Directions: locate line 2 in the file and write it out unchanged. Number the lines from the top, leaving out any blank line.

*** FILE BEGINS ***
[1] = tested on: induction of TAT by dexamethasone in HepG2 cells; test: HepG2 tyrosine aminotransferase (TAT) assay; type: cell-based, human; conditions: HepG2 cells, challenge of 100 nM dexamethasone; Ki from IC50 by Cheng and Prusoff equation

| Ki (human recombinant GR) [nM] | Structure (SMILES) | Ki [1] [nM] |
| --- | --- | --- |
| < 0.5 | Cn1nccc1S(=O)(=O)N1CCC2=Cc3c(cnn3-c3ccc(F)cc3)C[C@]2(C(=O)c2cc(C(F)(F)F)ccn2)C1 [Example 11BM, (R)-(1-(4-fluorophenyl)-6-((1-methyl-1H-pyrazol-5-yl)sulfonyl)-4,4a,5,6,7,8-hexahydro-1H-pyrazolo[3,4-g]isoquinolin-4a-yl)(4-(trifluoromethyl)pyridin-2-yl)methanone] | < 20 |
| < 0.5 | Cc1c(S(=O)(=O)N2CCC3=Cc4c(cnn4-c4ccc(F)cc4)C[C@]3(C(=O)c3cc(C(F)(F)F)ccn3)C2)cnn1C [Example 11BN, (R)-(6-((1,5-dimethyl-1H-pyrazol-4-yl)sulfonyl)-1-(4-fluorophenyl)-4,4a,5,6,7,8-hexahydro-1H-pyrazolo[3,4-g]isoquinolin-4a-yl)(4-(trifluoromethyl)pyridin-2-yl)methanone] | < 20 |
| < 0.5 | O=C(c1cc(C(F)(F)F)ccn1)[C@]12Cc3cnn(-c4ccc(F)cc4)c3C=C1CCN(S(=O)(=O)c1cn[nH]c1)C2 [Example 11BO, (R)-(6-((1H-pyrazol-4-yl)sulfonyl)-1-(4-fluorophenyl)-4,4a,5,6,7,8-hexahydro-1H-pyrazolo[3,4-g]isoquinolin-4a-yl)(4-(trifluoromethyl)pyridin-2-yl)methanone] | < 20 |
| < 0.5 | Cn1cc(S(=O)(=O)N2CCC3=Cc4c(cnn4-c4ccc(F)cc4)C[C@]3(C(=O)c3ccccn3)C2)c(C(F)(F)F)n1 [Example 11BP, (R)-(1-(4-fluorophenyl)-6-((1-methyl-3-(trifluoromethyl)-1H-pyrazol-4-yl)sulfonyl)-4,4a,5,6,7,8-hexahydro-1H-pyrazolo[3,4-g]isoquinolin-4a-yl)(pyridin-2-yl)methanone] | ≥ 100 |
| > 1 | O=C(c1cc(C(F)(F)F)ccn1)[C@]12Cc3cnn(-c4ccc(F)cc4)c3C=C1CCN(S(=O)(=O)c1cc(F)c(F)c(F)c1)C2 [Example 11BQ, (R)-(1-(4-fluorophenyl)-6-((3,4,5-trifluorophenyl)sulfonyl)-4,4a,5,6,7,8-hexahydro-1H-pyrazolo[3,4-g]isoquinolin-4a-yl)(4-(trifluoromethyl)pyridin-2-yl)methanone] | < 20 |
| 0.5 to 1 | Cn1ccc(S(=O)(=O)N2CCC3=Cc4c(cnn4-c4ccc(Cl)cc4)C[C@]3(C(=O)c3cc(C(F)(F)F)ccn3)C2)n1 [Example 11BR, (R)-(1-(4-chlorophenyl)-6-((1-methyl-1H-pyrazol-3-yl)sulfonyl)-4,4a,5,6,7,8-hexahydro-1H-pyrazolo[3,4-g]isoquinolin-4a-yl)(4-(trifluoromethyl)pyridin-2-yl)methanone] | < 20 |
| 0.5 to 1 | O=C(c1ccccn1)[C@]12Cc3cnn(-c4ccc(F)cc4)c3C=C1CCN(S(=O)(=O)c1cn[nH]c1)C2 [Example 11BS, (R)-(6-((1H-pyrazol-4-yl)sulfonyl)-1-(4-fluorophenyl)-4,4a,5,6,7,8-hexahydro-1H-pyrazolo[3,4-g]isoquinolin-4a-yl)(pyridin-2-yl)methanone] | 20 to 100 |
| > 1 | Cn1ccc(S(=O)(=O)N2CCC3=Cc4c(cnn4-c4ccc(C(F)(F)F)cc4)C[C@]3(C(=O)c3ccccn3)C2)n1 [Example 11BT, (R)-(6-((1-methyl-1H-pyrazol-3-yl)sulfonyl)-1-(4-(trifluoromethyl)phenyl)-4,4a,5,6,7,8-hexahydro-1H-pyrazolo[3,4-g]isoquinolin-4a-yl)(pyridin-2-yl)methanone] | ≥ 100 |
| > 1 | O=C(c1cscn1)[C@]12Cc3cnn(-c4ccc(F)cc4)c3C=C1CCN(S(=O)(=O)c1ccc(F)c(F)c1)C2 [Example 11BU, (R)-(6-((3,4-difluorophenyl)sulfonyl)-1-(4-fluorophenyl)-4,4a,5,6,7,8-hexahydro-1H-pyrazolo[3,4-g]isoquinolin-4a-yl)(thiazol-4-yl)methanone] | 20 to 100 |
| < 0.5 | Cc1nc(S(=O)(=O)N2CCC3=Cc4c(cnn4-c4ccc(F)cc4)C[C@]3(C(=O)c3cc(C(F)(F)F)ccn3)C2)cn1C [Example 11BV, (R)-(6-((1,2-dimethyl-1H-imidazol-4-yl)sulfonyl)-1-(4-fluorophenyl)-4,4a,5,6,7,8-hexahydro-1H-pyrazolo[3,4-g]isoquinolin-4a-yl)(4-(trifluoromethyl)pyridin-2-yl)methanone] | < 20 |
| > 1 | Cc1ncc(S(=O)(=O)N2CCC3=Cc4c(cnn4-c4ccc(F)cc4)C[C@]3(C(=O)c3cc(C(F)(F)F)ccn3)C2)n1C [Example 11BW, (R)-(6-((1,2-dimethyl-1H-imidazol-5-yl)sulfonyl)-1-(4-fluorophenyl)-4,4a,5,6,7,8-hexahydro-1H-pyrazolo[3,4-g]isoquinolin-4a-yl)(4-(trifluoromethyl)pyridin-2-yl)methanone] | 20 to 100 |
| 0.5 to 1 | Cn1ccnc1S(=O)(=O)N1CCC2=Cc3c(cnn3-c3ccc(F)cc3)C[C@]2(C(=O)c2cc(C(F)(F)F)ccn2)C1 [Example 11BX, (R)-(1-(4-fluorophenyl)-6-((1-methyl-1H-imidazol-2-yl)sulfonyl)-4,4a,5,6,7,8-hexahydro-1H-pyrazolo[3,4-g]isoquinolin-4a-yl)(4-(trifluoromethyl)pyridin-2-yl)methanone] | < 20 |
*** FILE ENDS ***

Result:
| Ki (human recombinant GR) [nM] | Structure (SMILES) | Ki [1] [nM] |